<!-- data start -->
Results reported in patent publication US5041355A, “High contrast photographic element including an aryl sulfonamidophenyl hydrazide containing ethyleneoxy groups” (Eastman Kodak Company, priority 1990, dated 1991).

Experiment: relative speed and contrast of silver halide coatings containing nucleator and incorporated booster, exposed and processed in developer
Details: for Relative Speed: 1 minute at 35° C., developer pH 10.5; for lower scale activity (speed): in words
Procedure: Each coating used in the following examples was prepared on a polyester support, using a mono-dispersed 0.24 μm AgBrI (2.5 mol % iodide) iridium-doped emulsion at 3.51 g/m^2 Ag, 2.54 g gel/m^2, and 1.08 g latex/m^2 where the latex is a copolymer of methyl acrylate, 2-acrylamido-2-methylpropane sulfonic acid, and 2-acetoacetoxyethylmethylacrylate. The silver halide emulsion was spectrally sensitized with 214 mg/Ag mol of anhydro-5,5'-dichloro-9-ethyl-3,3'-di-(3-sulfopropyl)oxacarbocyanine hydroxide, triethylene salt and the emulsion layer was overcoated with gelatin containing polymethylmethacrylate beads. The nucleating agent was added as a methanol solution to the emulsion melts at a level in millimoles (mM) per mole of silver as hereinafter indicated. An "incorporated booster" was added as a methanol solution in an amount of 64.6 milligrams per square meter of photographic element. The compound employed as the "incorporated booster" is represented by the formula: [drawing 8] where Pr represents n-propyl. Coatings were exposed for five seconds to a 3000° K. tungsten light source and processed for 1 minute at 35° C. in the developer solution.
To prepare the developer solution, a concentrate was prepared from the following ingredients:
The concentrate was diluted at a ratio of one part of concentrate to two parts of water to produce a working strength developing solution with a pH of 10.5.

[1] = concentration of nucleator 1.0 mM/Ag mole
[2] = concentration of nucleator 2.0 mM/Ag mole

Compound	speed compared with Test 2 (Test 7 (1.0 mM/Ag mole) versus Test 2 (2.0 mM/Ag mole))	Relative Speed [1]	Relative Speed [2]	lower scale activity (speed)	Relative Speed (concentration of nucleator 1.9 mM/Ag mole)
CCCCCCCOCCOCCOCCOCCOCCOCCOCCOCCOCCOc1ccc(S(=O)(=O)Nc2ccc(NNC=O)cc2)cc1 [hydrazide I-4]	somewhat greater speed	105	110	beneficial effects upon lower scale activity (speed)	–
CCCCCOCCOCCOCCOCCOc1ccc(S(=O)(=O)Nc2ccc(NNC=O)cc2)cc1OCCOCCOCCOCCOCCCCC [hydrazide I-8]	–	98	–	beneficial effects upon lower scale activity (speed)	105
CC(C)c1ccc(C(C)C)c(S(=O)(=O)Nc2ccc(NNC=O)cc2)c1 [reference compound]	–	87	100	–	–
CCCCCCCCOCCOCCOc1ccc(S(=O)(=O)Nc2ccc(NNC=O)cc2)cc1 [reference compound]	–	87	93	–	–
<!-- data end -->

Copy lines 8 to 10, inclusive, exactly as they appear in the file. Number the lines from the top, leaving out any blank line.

[2] = concentration of nucleator 2.0 mM/Ag mole

Compound	speed compared with Test 2 (Test 7 (1.0 mM/Ag mole) versus Test 2 (2.0 mM/Ag mole))	Relative Speed [1]	Relative Speed [2]	lower scale activity (speed)	Relative Speed (concentration of nucleator 1.9 mM/Ag mole)
CCCCCCCOCCOCCOCCOCCOCCOCCOCCOCCOCCOc1ccc(S(=O)(=O)Nc2ccc(NNC=O)cc2)cc1 [hydrazide I-4]	somewhat greater speed	105	110	beneficial effects upon lower scale activity (speed)	–